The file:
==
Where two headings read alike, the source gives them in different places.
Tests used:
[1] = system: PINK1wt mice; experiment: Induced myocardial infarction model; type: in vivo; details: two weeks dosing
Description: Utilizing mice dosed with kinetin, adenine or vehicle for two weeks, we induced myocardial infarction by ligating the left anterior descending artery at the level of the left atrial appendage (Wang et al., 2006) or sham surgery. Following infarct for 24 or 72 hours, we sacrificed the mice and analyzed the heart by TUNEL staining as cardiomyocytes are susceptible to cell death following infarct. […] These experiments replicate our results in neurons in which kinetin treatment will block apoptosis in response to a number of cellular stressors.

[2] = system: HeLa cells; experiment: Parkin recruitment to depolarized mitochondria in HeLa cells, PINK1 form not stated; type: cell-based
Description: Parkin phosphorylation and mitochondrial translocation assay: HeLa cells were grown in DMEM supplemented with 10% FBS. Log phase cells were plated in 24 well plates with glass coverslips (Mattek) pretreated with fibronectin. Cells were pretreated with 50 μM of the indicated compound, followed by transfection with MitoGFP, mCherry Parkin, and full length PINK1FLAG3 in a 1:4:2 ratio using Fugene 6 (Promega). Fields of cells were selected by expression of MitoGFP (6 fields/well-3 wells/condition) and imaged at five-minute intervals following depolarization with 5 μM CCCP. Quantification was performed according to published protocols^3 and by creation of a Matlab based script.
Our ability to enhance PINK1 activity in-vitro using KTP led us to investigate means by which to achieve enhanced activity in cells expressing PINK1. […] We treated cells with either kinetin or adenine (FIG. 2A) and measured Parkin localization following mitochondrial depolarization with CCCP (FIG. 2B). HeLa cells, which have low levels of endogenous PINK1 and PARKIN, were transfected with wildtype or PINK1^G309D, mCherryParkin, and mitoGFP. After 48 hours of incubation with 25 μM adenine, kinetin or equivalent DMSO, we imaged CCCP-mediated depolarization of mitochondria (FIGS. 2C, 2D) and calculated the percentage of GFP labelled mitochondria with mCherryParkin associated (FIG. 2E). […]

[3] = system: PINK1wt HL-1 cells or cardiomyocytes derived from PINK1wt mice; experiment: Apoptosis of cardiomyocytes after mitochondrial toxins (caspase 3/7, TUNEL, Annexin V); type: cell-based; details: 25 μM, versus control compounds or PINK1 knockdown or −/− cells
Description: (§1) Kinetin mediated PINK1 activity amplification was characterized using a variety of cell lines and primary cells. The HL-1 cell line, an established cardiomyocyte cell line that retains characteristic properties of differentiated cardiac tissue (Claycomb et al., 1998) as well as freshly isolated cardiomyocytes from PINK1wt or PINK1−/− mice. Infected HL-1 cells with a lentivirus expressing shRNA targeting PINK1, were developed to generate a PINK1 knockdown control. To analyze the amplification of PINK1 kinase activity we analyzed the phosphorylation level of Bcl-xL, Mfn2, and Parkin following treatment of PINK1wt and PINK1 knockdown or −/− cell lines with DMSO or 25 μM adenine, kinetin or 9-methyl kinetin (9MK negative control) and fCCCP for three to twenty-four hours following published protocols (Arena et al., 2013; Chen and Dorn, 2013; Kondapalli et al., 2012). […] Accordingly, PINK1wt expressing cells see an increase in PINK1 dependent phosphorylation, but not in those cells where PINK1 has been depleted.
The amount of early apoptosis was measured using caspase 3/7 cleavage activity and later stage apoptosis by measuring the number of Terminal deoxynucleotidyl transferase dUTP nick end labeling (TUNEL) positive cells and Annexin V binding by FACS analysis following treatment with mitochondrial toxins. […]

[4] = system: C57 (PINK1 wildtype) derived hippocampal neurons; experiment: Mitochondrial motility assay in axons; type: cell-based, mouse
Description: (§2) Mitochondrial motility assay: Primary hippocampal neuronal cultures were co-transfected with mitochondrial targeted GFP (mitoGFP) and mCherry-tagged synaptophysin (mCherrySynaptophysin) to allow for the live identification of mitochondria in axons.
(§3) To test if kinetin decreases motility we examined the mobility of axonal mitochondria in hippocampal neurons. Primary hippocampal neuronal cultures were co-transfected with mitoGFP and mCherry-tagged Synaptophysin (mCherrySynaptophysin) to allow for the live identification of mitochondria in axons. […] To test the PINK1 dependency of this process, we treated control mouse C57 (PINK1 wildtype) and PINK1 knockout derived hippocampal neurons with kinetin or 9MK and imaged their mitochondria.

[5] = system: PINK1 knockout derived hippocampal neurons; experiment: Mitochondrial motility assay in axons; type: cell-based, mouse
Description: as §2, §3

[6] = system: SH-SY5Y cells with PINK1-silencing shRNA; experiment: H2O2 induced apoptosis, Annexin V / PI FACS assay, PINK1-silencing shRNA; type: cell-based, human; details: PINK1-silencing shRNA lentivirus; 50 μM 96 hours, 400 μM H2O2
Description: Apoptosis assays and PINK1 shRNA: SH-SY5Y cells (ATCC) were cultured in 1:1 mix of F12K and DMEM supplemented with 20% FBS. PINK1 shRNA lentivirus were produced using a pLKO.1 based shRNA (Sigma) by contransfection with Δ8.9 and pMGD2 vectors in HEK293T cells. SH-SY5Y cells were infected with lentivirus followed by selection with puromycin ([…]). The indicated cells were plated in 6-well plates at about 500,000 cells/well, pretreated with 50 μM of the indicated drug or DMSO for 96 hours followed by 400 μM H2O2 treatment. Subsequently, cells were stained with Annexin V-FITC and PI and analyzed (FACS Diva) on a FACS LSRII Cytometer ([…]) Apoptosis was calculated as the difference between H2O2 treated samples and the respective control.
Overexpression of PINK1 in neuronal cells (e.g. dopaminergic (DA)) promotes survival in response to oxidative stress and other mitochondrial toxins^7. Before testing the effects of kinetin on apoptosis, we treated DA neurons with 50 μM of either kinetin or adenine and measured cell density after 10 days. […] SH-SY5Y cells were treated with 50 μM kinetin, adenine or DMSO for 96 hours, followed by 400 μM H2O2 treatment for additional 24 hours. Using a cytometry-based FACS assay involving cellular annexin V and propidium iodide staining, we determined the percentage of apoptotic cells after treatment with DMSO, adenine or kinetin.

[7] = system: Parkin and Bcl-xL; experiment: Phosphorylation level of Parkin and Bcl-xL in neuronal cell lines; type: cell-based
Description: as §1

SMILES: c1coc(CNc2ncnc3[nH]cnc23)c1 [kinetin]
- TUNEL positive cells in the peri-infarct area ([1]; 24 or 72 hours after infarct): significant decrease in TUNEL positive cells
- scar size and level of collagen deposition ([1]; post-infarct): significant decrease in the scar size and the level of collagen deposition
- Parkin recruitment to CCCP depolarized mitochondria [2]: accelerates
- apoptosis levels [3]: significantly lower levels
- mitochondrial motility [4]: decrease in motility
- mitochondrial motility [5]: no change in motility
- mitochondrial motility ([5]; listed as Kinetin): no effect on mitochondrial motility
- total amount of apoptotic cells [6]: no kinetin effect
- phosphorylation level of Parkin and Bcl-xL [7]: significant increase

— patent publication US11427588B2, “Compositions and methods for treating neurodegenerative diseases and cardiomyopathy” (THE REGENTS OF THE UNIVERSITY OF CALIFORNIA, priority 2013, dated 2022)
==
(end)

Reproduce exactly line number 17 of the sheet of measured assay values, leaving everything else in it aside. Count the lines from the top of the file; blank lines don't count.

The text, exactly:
Description: Apoptosis assays and PINK1 shRNA: SH-SY5Y cells (ATCC) were cultured in 1:1 mix of F12K and DMEM supplemented with 20% FBS. PINK1 shRNA lentivirus were produced using a pLKO.1 based shRNA (Sigma) by contransfection with Δ8.9 and pMGD2 vectors in HEK293T cells. SH-SY5Y cells were infected with lentivirus followed by selection with puromycin ([…]). The indicated cells were plated in 6-well plates at about 500,000 cells/well, pretreated with 50 μM of the indicated drug or DMSO for 96 hours followed by 400 μM H2O2 treatment. Subsequently, cells were stained with Annexin V-FITC and PI and analyzed (FACS Diva) on a FACS LSRII Cytometer ([…]) Apoptosis was calculated as the difference between H2O2 treated samples and the respective control.